Sports lingo for the average fan
Ever watch football on TV and hear announcers and analysts throw out terms that you've never heard of before? Football isn't brain surgery, but it is more complicated than you think. Every Tuesday, we'll be breaking down common football terms to help you fully understand the game.
Where are all the colored shirts?
It doesn't literally mean that a player wears a red jersey while playing (unless they're a quarterback in practice). With the recruiting phenomenon of recent years turning it into a season of competition in and of itself, football coaches have more players at their disposal to fill roster spots. Starting roles are generally occupied by upperclassmen, so unless he is a stud out of high school, a freshman doesn't have many opportunities to play.
Since the NCAA only allows players four years of eligibility, it created a rule that gives players the opportunity to practice and learn the ways of the team without ever participating in a game. A coach can declare a freshman or an injured upper-classmen a ""redshirt"" player, and as long as that player does not take part in an official snap during a game, he is given an extra year to play. When you hear that a player is a ""redshirt senior"" that means that he is in his fifth year of college, but only his fourth year of eligibility.
Is there money on the field?
Nickel and Dime defense
Thanks to the increase of passing in both the NCAA and the NFL, defenses are forced to play with more secondary personnel on the field at one time than ever before. These traditionally smaller, faster players combat the speed and quickness of their offensive counterparts. A normal defensive set includes a combination of seven linemen and linebackers and four players in the secondary: two cornerbacks and two safeties (normally called a strong safety and a free safety).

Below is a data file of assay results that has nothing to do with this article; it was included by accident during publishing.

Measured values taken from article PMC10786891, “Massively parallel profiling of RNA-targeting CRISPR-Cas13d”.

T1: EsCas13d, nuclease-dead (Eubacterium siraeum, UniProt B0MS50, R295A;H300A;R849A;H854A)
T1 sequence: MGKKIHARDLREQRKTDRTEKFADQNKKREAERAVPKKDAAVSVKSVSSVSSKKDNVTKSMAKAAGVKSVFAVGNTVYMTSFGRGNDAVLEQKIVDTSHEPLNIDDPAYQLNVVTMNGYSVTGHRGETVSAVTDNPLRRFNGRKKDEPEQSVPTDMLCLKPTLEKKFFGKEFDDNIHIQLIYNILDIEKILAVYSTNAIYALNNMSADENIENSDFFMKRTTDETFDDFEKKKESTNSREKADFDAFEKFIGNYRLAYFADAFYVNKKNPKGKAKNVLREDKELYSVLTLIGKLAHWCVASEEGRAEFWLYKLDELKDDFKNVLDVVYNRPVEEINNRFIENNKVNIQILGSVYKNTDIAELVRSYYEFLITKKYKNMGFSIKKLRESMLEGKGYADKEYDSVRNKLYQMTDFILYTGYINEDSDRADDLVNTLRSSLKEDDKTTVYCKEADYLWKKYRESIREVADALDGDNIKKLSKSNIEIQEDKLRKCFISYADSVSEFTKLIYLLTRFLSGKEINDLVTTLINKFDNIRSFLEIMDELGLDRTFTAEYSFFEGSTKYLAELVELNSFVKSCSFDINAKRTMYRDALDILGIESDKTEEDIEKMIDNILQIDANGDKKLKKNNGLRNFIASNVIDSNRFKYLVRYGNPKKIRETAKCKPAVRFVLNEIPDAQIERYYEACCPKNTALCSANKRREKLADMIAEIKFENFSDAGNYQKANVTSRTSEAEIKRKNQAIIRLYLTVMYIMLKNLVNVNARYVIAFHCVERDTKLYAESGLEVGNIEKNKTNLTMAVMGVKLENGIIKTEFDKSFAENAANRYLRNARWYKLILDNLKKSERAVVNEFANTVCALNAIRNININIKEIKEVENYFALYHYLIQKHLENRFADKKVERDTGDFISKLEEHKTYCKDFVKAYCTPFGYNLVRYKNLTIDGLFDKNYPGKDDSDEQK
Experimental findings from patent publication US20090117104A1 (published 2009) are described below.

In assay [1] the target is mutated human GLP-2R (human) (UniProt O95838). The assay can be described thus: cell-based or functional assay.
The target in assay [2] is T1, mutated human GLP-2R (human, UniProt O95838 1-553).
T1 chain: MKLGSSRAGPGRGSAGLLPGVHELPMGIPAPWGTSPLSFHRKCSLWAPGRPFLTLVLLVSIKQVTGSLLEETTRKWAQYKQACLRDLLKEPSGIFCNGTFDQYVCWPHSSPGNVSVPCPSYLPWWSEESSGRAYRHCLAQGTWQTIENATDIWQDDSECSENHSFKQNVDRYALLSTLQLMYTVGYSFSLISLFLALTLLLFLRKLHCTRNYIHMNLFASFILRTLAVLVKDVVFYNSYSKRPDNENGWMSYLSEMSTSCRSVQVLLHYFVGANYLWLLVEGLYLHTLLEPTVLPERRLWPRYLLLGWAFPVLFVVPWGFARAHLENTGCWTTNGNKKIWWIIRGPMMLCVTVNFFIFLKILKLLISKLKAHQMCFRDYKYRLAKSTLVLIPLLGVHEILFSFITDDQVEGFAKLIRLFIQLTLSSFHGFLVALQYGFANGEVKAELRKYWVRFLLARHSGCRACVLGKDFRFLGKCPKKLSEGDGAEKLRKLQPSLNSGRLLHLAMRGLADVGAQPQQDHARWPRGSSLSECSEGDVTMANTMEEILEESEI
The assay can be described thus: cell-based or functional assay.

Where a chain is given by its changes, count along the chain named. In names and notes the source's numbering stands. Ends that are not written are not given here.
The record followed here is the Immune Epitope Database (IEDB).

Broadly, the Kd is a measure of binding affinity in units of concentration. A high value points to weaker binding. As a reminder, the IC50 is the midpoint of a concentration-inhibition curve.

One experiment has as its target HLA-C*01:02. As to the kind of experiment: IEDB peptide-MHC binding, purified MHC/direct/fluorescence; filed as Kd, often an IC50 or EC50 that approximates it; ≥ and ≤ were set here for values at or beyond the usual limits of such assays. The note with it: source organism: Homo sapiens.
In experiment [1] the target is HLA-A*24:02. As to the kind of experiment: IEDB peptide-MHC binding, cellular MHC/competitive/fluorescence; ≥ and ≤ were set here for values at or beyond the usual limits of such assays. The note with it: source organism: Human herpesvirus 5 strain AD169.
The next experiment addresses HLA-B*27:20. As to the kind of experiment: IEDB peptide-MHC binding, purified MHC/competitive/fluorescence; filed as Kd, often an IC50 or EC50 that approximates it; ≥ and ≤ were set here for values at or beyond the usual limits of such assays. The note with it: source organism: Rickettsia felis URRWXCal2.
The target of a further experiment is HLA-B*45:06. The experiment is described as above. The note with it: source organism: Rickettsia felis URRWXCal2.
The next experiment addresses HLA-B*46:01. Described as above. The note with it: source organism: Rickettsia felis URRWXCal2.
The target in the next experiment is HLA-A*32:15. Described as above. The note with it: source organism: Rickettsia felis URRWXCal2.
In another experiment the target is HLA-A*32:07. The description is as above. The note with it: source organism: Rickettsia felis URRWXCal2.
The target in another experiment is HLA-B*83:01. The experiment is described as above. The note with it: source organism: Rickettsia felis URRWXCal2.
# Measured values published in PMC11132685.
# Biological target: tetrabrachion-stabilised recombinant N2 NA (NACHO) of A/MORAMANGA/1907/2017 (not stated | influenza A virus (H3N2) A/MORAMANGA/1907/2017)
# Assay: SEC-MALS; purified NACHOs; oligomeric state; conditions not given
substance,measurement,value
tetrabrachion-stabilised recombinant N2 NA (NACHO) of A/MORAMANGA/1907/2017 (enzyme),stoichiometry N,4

To compensate for the athleticism and multitude of receivers on offense, defensive coordinators have created packages that feature more defensive backs and fewer linemen/linebackers. A ""nickel"" package typically substitutes a linebacker with a fifth defensive back, who then becomes the ""nickel back"" (no, not the band). A ""dime"" package is one step beyond the nickel: a sixth defensive back joins the fifth and replaces another linebacker or lineman. This gives defenses more athleticism on the field and increases the chance of defending the pass.
Who are these guys?
Mike, Sam, and Will linebackers
Linebackers are probably the most complicated positions on the defensive side of the ball. They have to be able to defend both the run and the pass unlike linemen and defensive backs, which can generally focus on just one. Despite the complexity of their positions, their nicknames are simple. ""Mike, Sam and Will,"" respectively, are nicknames given to middle and outside linebackers so that coaches can limit the syllables they scream at their linebacking corp.
A ""Mike"" linebacker is the middle linebacker. The middle linebacker is often referred to as ""the quarterback of the defense."" He is in charge of telling the defense what play to run as well as making any last-second alignment changes with the defensive line before the ball is snapped.
A ""Sam"" linebacker is the outside linebacker that lines up on the strong side, that is, the side with the most receivers on offense. A good way to quickly figure out which side is ""strong"" is to find the tight end. Although it isn't always the case, you will usually find the ""Sam"" lined up across from the tight end.
A ""Will"" linebacker is the linebacker who lines up on the weak side, which is the opposite side of the ""Sam."" Typically the ""Sam"" backer is bigger because the ball is usually run right at him on the strong side, while the ""Will"" linebacker is a little smaller and more athletic. The ""Will"" linebacker deals with a running play to his side, which is usually a misdirection or trick play. In terms of defending the pass, he needs to be quicker since his defense responsibilities are much greater (slot receivers or running backs, as opposed to the tight end).
– compiled by Tim Kosch